Weed of the Week – Rubber Vine

Dec 9, 2016 |

Weed of the Week!


Get to know your enemies: one weed at a time, one week at a time…

Rubber Vine (Cryptostegia grandiflora)
Restricted invasive plant under the Queenslands Biosecurity Act 2014
Weed of National Significance 

  • Flowers are a pale pink, darker in the centre.
  • Strangles native vegetation, common and problematic in riparian areas and poisonous to livestock.
  • Very distinctive seedpods that look like pointy dragon wings (green when immature, like the picture on the left – they turn brown as they mature) Seeds inside are white and fluffy like cotton and spread by wind, water and livestock.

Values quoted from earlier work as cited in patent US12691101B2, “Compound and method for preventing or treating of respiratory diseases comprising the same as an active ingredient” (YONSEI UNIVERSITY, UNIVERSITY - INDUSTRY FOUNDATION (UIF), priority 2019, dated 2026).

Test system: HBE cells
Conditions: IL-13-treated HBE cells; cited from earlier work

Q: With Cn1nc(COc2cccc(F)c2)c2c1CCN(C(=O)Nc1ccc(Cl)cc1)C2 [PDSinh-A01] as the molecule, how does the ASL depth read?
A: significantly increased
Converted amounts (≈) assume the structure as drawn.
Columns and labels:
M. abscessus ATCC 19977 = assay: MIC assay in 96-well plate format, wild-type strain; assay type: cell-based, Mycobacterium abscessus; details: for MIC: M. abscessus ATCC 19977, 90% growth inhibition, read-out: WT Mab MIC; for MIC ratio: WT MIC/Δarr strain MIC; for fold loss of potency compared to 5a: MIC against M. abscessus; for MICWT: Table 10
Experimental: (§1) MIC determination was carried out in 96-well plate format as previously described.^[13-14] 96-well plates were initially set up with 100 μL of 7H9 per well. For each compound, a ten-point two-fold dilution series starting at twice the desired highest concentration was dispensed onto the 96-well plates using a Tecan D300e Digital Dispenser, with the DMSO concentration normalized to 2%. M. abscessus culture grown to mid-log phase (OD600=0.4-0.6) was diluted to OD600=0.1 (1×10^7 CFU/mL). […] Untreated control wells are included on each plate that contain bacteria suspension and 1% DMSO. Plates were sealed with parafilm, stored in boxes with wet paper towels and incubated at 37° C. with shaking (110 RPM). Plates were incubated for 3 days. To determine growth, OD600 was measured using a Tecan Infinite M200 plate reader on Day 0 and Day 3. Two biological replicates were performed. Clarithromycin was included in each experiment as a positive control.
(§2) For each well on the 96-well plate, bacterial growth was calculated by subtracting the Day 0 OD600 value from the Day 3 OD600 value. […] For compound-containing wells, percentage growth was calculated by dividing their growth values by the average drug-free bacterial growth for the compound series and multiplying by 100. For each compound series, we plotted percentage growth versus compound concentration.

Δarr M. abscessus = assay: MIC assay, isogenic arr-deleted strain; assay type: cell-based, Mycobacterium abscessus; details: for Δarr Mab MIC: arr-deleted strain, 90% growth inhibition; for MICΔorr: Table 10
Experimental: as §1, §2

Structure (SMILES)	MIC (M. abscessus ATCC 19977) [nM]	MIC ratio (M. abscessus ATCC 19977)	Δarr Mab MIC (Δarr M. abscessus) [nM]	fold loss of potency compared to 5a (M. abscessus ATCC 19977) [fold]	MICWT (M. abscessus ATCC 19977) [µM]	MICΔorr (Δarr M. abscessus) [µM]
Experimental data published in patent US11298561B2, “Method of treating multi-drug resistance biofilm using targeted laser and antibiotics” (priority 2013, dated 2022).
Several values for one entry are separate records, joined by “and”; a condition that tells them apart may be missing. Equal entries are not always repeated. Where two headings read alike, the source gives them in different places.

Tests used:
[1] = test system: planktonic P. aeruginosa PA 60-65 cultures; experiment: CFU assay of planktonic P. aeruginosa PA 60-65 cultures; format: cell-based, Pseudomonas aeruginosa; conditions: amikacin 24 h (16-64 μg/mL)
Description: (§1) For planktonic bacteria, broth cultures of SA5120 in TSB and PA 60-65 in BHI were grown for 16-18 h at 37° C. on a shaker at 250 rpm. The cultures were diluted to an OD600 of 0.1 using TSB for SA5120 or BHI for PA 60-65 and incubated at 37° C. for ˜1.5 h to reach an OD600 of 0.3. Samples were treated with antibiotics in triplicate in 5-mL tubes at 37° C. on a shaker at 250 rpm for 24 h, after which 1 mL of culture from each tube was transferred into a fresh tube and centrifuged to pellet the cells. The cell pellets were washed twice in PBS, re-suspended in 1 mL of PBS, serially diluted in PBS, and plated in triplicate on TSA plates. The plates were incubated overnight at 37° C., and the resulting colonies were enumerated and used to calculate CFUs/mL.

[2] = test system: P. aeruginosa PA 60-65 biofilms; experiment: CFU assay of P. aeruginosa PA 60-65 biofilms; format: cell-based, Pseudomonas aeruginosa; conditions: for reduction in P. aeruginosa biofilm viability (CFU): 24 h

• Rubber vine has a white sap, that can be used to make glue or rubber (hence the name). You can cut or crack a small piece of the young vine to check for white sap for ID, just be careful not to get this on your skin, it can be very irritating to skin.
  • Young rubber vine can look like a small tree with ‘whippy’ arms flying off all over the place. Look for a red central vein on the underside of the leaf. Leaves are opposite.
  • Reef Catchments has QNRM 2016-17 for survey and control of this species with and Whitsunday and Pioneer Catchment Landcare’s. WCL focusing in the Gregory Catchment and west of Pros. Dam. PCL focusing on Eton – Brightly area.